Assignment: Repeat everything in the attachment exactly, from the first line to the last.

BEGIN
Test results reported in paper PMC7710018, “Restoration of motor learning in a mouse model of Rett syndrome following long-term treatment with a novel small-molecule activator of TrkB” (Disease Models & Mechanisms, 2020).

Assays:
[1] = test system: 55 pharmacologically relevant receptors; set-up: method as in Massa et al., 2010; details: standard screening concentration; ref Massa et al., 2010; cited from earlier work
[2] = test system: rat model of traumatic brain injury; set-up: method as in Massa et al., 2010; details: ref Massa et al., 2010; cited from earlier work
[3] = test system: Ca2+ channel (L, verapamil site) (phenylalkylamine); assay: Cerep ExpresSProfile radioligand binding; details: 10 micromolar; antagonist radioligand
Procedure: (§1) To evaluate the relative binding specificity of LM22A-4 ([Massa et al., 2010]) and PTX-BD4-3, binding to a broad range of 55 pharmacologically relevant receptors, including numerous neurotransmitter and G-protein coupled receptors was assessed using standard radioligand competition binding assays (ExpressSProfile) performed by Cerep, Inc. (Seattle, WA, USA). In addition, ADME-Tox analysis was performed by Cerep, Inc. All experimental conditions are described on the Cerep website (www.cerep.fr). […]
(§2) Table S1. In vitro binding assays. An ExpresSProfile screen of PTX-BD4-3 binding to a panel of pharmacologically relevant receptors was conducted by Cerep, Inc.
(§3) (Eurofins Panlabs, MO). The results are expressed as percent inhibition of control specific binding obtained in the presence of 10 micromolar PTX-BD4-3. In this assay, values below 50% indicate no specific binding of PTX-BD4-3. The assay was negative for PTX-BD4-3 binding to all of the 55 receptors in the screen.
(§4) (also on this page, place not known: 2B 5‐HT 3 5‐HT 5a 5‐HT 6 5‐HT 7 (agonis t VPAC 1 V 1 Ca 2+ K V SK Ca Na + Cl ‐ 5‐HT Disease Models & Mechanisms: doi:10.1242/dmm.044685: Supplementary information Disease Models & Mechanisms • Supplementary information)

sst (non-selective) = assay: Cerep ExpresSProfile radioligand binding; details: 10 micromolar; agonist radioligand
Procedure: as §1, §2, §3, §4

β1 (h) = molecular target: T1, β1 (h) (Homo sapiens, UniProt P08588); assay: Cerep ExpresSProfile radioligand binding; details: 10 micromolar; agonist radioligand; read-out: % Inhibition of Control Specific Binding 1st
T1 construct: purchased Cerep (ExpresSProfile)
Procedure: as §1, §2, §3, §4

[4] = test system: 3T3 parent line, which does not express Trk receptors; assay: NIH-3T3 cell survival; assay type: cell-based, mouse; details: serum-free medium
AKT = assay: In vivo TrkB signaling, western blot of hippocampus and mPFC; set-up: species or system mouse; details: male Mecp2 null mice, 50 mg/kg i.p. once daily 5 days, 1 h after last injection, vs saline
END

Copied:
Test results reported in paper PMC7710018, “Restoration of motor learning in a mouse model of Rett syndrome following long-term treatment with a novel small-molecule activator of TrkB” (Disease Models & Mechanisms, 2020).

Assays:
[1] = test system: 55 pharmacologically relevant receptors; set-up: method as in Massa et al., 2010; details: standard screening concentration; ref Massa et al., 2010; cited from earlier work
[2] = test system: rat model of traumatic brain injury; set-up: method as in Massa et al., 2010; details: ref Massa et al., 2010; cited from earlier work
[3] = test system: Ca2+ channel (L, verapamil site) (phenylalkylamine); assay: Cerep ExpresSProfile radioligand binding; details: 10 micromolar; antagonist radioligand
Procedure: (§1) To evaluate the relative binding specificity of LM22A-4 ([Massa et al., 2010]) and PTX-BD4-3, binding to a broad range of 55 pharmacologically relevant receptors, including numerous neurotransmitter and G-protein coupled receptors was assessed using standard radioligand competition binding assays (ExpressSProfile) performed by Cerep, Inc. (Seattle, WA, USA). In addition, ADME-Tox analysis was performed by Cerep, Inc. All experimental conditions are described on the Cerep website (www.cerep.fr). […]
(§2) Table S1. In vitro binding assays. An ExpresSProfile screen of PTX-BD4-3 binding to a panel of pharmacologically relevant receptors was conducted by Cerep, Inc.
(§3) (Eurofins Panlabs, MO). The results are expressed as percent inhibition of control specific binding obtained in the presence of 10 micromolar PTX-BD4-3. In this assay, values below 50% indicate no specific binding of PTX-BD4-3. The assay was negative for PTX-BD4-3 binding to all of the 55 receptors in the screen.
(§4) (also on this page, place not known: 2B 5‐HT 3 5‐HT 5a 5‐HT 6 5‐HT 7 (agonis t VPAC 1 V 1 Ca 2+ K V SK Ca Na + Cl ‐ 5‐HT Disease Models & Mechanisms: doi:10.1242/dmm.044685: Supplementary information Disease Models & Mechanisms • Supplementary information)

sst (non-selective) = assay: Cerep ExpresSProfile radioligand binding; details: 10 micromolar; agonist radioligand
Procedure: as §1, §2, §3, §4

β1 (h) = molecular target: T1, β1 (h) (Homo sapiens, UniProt P08588); assay: Cerep ExpresSProfile radioligand binding; details: 10 micromolar; agonist radioligand; read-out: % Inhibition of Control Specific Binding 1st
T1 construct: purchased Cerep (ExpresSProfile)
Procedure: as §1, §2, §3, §4

[4] = test system: 3T3 parent line, which does not express Trk receptors; assay: NIH-3T3 cell survival; assay type: cell-based, mouse; details: serum-free medium
AKT = assay: In vivo TrkB signaling, western blot of hippocampus and mPFC; set-up: species or system mouse; details: male Mecp2 null mice, 50 mg/kg i.p. once daily 5 days, 1 h after last injection, vs saline